In an effort to improve their image with Congress, the National Cannabis Industry Association (NCIA) decided to no longer have “Cheech and Chong” actor Tommy Chong represent the group as a celebrity marijuana activist when the NCIA goes to capitol hill in late April.
This move comes less than week after Chong posted a video on YouTube. In the video, Chong nods off at the wheel while hot-boxing his car. After exiting the car, he uses a “Tommy Chong’s smokeswipe” to mask the cannabis smell before meeting with his parole officer.
The marijuana lobby is tired of the “Cheech & Chong” stoner jokes and wants to be taken seriously in Congress. The NCIA wants to portray marijuana users as respectable professionals, people whom the conservative members of Congress can relate to.
The Executive Director of NCIA, Aaron Smith, said, “This sort of message is exactly the opposite of what we are trying to do with our efforts to legitimize the industry by showing it in a positive and responsible light.”
“Having Tommy out in D.C. for the NCIA Lobby Days will detract from the overall message we aim for with the event, which is that cannabis business people are regular professionals and relatable to the generally conservative members of Congress we are looking to appeal to,” Smith wrote in an email to Chong’s representatives and allies. “We are here to break ‘stoner’ stereotypes rather than reinforce them.”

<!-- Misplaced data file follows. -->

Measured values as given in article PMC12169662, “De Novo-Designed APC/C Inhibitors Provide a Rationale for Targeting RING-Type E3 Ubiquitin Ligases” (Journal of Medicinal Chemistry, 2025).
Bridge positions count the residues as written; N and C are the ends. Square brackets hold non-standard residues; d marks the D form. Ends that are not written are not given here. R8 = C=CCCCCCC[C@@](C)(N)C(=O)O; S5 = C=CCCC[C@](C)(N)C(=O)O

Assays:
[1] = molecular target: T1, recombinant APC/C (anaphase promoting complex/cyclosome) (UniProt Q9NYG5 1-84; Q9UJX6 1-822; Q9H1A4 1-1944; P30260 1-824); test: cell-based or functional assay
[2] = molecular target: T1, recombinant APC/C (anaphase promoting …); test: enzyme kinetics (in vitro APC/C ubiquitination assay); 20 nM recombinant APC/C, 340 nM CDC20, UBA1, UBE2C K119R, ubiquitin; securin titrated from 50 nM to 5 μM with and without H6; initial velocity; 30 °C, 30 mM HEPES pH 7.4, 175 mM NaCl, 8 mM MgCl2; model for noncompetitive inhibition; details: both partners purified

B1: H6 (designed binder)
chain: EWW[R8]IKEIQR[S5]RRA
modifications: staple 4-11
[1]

Backlash from Chong supporters
The NCIA has been taking some heat from Tommy Chong supporters for the way they handled the situation. Pete O’Neil, who runs the C & C Cannabis Company in Seattle, said that he dropped his membership with the NCIA. O’Neil said that the organization disrespected Chong and he is currently looking for a new lobbyist.
“Maybe there’s a reason marijuana is still illegal. Maybe we don’t have the right guys in D.C.,” O’Neil said. “In a couple of years as we mature as an industry we’ll get better representation in D.C., more professional.”
One of Chong’s spokesmen tried to downplay the situation. The spokesman said, “We do not want to escalate this event in any manner. NCIA made a decision based on their understanding of the landscape along with their goals and objectives for the event. We all want the same thing here and we do not want to cause, or be part of, any ripples in our allied goal.”
A step in the right direction
The move by NCIA is a step in the right direction for the cannabis industry. The industry is not going to be taken seriously until it begins to take itself seriously. Cannabis has seen increased support from celebrities and public figures and the NCIA should select a new celebrity supporter who would be able to serve the cause more effectively.